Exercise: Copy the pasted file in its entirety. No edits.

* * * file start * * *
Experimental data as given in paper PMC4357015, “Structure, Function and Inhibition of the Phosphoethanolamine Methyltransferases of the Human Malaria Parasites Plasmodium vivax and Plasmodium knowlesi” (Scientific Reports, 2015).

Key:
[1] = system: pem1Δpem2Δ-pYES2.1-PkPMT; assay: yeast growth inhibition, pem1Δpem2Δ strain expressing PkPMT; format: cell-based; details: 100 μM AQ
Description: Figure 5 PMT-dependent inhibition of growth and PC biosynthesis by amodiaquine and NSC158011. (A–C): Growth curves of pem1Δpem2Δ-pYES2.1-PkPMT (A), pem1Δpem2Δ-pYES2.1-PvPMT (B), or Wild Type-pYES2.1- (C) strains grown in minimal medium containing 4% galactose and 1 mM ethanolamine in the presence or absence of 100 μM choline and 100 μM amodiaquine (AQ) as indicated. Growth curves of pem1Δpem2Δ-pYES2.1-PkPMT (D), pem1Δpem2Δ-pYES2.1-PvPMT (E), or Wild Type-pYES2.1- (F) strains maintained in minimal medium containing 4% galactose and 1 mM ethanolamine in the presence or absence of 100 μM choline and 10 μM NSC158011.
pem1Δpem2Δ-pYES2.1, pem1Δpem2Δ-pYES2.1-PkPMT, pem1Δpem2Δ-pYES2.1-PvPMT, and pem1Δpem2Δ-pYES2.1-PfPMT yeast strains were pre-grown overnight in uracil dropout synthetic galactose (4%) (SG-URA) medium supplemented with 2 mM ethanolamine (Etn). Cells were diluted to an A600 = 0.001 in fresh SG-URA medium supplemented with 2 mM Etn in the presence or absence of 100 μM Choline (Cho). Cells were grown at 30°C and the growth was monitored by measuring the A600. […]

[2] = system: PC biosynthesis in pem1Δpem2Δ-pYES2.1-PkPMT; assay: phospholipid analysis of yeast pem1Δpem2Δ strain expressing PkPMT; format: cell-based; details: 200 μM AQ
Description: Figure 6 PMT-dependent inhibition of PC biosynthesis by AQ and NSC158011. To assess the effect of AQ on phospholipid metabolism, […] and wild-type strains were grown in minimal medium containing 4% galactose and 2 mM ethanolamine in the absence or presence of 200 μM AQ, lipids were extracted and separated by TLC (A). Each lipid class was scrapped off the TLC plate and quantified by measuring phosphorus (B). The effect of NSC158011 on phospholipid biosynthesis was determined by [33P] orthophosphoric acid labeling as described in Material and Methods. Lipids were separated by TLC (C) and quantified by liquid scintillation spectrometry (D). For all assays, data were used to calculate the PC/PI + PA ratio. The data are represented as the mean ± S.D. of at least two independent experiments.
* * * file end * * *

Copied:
Experimental data as given in paper PMC4357015, “Structure, Function and Inhibition of the Phosphoethanolamine Methyltransferases of the Human Malaria Parasites Plasmodium vivax and Plasmodium knowlesi” (Scientific Reports, 2015).

Key:
[1] = system: pem1Δpem2Δ-pYES2.1-PkPMT; assay: yeast growth inhibition, pem1Δpem2Δ strain expressing PkPMT; format: cell-based; details: 100 μM AQ
Description: Figure 5 PMT-dependent inhibition of growth and PC biosynthesis by amodiaquine and NSC158011. (A–C): Growth curves of pem1Δpem2Δ-pYES2.1-PkPMT (A), pem1Δpem2Δ-pYES2.1-PvPMT (B), or Wild Type-pYES2.1- (C) strains grown in minimal medium containing 4% galactose and 1 mM ethanolamine in the presence or absence of 100 μM choline and 100 μM amodiaquine (AQ) as indicated. Growth curves of pem1Δpem2Δ-pYES2.1-PkPMT (D), pem1Δpem2Δ-pYES2.1-PvPMT (E), or Wild Type-pYES2.1- (F) strains maintained in minimal medium containing 4% galactose and 1 mM ethanolamine in the presence or absence of 100 μM choline and 10 μM NSC158011.
pem1Δpem2Δ-pYES2.1, pem1Δpem2Δ-pYES2.1-PkPMT, pem1Δpem2Δ-pYES2.1-PvPMT, and pem1Δpem2Δ-pYES2.1-PfPMT yeast strains were pre-grown overnight in uracil dropout synthetic galactose (4%) (SG-URA) medium supplemented with 2 mM ethanolamine (Etn). Cells were diluted to an A600 = 0.001 in fresh SG-URA medium supplemented with 2 mM Etn in the presence or absence of 100 μM Choline (Cho). Cells were grown at 30°C and the growth was monitored by measuring the A600. […]

[2] = system: PC biosynthesis in pem1Δpem2Δ-pYES2.1-PkPMT; assay: phospholipid analysis of yeast pem1Δpem2Δ strain expressing PkPMT; format: cell-based; details: 200 μM AQ
Description: Figure 6 PMT-dependent inhibition of PC biosynthesis by AQ and NSC158011. To assess the effect of AQ on phospholipid metabolism, […] and wild-type strains were grown in minimal medium containing 4% galactose and 2 mM ethanolamine in the absence or presence of 200 μM AQ, lipids were extracted and separated by TLC (A). Each lipid class was scrapped off the TLC plate and quantified by measuring phosphorus (B). The effect of NSC158011 on phospholipid biosynthesis was determined by [33P] orthophosphoric acid labeling as described in Material and Methods. Lipids were separated by TLC (C) and quantified by liquid scintillation spectrometry (D). For all assays, data were used to calculate the PC/PI + PA ratio. The data are represented as the mean ± S.D. of at least two independent experiments.